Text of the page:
* FOUNDERS OF PURELAND BUDDHISM IN JAPAN

Honen Shonin (1133-1212) was the great propagator of Pureland in Japan after his descent from Mt Hiei in 1175 to spread the nembutsu practice and faith in the saving vows of Amida Buddha.

Honen had six chief immediate disciples.

Benchō (1162-1238), aka Shoko, became Honen’s disciple, age 35, in 1197, having formerly followed Tendai Buddhism. 
Teaching: 1. reciting Amida’s name is the “specific nembutsu”. When faith is settled, all other Buddhist practice then becomes “general nembutsu”. 2. The Holy path and the Purerland Path should both be studied in order to avoid one-sided dogmatism.
Legacy: Jodo Shu

Kōsai (1163-1247), aka Jokaku-bo, became Honen’s disciple, age 35, in 1198. 
Teaching: He believed that a single recitation of nembutsu could awakened innate enlightenment (hongaku) and generate birth in the Pure Land of Amida.
Legacy: His teaching, heavily criticised by other Honen disciples, soon died out.

Shinran (1173-1262), became a disciple of Honen, age 28, in 1201. Author of Kyogyoshinsho and speaker of the Tannisho.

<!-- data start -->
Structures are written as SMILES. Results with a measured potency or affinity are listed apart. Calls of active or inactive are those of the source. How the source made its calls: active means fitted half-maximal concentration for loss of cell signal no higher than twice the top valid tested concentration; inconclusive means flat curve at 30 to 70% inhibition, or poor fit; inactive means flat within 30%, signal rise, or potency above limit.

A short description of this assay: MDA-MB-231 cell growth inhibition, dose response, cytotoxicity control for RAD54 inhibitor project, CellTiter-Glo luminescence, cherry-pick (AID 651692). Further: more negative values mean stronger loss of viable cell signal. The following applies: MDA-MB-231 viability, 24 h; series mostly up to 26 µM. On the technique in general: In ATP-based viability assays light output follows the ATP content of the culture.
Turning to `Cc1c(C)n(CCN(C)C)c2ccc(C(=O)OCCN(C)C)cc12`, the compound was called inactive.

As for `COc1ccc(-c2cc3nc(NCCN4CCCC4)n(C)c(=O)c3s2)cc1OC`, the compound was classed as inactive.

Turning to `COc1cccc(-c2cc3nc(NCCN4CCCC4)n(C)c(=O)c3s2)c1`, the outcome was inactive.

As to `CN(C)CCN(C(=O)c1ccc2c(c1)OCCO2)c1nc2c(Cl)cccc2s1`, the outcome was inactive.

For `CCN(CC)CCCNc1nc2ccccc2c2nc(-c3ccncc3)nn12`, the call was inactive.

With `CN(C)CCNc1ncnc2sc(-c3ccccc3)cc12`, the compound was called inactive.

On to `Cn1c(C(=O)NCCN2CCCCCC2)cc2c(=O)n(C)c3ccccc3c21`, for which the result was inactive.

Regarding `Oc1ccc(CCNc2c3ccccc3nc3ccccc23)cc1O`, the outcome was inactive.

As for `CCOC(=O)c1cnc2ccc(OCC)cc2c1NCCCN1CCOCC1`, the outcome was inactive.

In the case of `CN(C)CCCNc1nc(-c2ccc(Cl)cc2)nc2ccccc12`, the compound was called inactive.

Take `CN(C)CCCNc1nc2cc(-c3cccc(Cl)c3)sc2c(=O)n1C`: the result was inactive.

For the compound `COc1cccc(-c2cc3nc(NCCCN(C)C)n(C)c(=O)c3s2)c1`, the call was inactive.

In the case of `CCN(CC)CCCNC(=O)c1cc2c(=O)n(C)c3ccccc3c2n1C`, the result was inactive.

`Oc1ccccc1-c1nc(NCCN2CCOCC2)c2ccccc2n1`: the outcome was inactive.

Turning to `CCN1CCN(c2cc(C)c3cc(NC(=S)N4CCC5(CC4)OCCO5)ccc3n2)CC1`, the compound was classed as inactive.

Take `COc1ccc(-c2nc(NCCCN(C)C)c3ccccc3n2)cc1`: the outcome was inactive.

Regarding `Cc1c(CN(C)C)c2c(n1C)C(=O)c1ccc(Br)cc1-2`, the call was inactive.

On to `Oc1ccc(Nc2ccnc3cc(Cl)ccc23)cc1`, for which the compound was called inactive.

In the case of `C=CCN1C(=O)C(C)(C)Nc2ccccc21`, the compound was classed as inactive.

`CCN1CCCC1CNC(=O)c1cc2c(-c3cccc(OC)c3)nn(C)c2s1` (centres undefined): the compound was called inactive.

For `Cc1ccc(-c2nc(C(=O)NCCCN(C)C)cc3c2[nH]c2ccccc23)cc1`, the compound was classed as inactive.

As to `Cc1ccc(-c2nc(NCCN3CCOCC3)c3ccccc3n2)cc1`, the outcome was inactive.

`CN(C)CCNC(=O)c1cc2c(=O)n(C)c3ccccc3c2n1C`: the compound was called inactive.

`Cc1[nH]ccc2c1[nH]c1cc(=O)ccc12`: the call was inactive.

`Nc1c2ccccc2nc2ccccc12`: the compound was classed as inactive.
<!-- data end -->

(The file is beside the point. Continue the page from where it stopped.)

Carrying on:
Teaching: Absolute reliance upon Other Power, one’s own efforts being useless yo achieve salvation.
Legacy: Little known in his own time, he is now revered as the founding figure of Jodo Shin Shu. This prominence is substantially due to the success of Rennyo Shonin (1415-1499) who built up the Honganji branch of Jodo Shin Shu into the largest religious denomination in Japan.

Ryūkan (1148-1227)
Teaching: He was a strident apologist for Honen’s teaching, countering the arguments of non-Pureland schools. In 1227 he was exiled and died on the journey.

Shōkū (1177-1247) became a disciple of Honen, age 13, in 1190. When many of Honen’s surviving disciples were exiled in 1227, he was able to stay in the capital Kyoto and became leader of the numbest community at that time.
Teaching: That all Buddhist practices contain some merit, but that their purpose is to lead people towards the practice of nembutsu. 
Legacy:
1. Founded Saizan Jodo Shu.
2. His disciple Shōtatsu had a disciple Ippen (1239-1289) who founded the Ji Shu.

Chōsai (1184-1266), aka Kakumyo-bo, became a disciple of Honen, age 18, in 1202. 
Teaching: That birth in the Pure Land can be attained not only by numbest but also by a variety of other practices.
Legacy: He was popular and influential in his own time but left no lasting impression.

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